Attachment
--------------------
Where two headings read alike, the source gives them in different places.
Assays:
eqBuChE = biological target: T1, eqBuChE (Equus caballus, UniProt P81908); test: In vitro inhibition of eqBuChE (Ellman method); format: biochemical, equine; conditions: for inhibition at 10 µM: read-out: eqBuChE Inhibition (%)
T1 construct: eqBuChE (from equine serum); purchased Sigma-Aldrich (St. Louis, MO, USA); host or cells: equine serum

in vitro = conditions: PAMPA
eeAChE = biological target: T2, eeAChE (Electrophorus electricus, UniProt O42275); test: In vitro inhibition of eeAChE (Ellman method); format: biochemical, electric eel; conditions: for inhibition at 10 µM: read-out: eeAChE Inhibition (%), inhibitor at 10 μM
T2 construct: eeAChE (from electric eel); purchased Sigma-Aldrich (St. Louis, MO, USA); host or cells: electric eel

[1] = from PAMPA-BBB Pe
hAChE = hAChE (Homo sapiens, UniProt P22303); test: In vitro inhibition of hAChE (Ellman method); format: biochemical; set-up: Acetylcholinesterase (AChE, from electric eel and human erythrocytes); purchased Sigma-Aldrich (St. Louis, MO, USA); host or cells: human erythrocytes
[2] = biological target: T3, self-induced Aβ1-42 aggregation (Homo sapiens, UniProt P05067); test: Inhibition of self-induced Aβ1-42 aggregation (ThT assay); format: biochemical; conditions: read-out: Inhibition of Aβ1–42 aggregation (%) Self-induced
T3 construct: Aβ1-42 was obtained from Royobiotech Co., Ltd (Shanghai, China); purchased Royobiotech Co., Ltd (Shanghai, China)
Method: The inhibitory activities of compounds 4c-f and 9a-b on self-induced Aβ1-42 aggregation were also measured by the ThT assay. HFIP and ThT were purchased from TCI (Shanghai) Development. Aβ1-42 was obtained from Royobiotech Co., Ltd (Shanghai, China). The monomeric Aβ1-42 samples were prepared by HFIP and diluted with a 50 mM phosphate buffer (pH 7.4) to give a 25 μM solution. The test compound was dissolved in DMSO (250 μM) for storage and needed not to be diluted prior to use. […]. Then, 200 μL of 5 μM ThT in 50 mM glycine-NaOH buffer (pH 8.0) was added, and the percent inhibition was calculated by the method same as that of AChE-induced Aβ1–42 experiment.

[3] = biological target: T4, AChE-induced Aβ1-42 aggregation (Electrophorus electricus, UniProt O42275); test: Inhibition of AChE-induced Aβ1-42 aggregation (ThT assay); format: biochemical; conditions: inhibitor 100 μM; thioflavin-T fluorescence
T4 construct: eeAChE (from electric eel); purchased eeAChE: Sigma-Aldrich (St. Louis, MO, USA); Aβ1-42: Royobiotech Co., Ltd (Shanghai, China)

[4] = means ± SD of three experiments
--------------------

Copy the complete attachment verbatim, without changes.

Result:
Where two headings read alike, the source gives them in different places.
Assays:
eqBuChE = biological target: T1, eqBuChE (Equus caballus, UniProt P81908); test: In vitro inhibition of eqBuChE (Ellman method); format: biochemical, equine; conditions: for inhibition at 10 µM: read-out: eqBuChE Inhibition (%)
T1 construct: eqBuChE (from equine serum); purchased Sigma-Aldrich (St. Louis, MO, USA); host or cells: equine serum

in vitro = conditions: PAMPA
eeAChE = biological target: T2, eeAChE (Electrophorus electricus, UniProt O42275); test: In vitro inhibition of eeAChE (Ellman method); format: biochemical, electric eel; conditions: for inhibition at 10 µM: read-out: eeAChE Inhibition (%), inhibitor at 10 μM
T2 construct: eeAChE (from electric eel); purchased Sigma-Aldrich (St. Louis, MO, USA); host or cells: electric eel

[1] = from PAMPA-BBB Pe
hAChE = hAChE (Homo sapiens, UniProt P22303); test: In vitro inhibition of hAChE (Ellman method); format: biochemical; set-up: Acetylcholinesterase (AChE, from electric eel and human erythrocytes); purchased Sigma-Aldrich (St. Louis, MO, USA); host or cells: human erythrocytes
[2] = biological target: T3, self-induced Aβ1-42 aggregation (Homo sapiens, UniProt P05067); test: Inhibition of self-induced Aβ1-42 aggregation (ThT assay); format: biochemical; conditions: read-out: Inhibition of Aβ1–42 aggregation (%) Self-induced
T3 construct: Aβ1-42 was obtained from Royobiotech Co., Ltd (Shanghai, China); purchased Royobiotech Co., Ltd (Shanghai, China)
Method: The inhibitory activities of compounds 4c-f and 9a-b on self-induced Aβ1-42 aggregation were also measured by the ThT assay. HFIP and ThT were purchased from TCI (Shanghai) Development. Aβ1-42 was obtained from Royobiotech Co., Ltd (Shanghai, China). The monomeric Aβ1-42 samples were prepared by HFIP and diluted with a 50 mM phosphate buffer (pH 7.4) to give a 25 μM solution. The test compound was dissolved in DMSO (250 μM) for storage and needed not to be diluted prior to use. […]. Then, 200 μL of 5 μM ThT in 50 mM glycine-NaOH buffer (pH 8.0) was added, and the percent inhibition was calculated by the method same as that of AChE-induced Aβ1–42 experiment.

[3] = biological target: T4, AChE-induced Aβ1-42 aggregation (Electrophorus electricus, UniProt O42275); test: Inhibition of AChE-induced Aβ1-42 aggregation (ThT assay); format: biochemical; conditions: inhibitor 100 μM; thioflavin-T fluorescence
T4 construct: eeAChE (from electric eel); purchased eeAChE: Sigma-Aldrich (St. Louis, MO, USA); Aβ1-42: Royobiotech Co., Ltd (Shanghai, China)

[4] = means ± SD of three experiments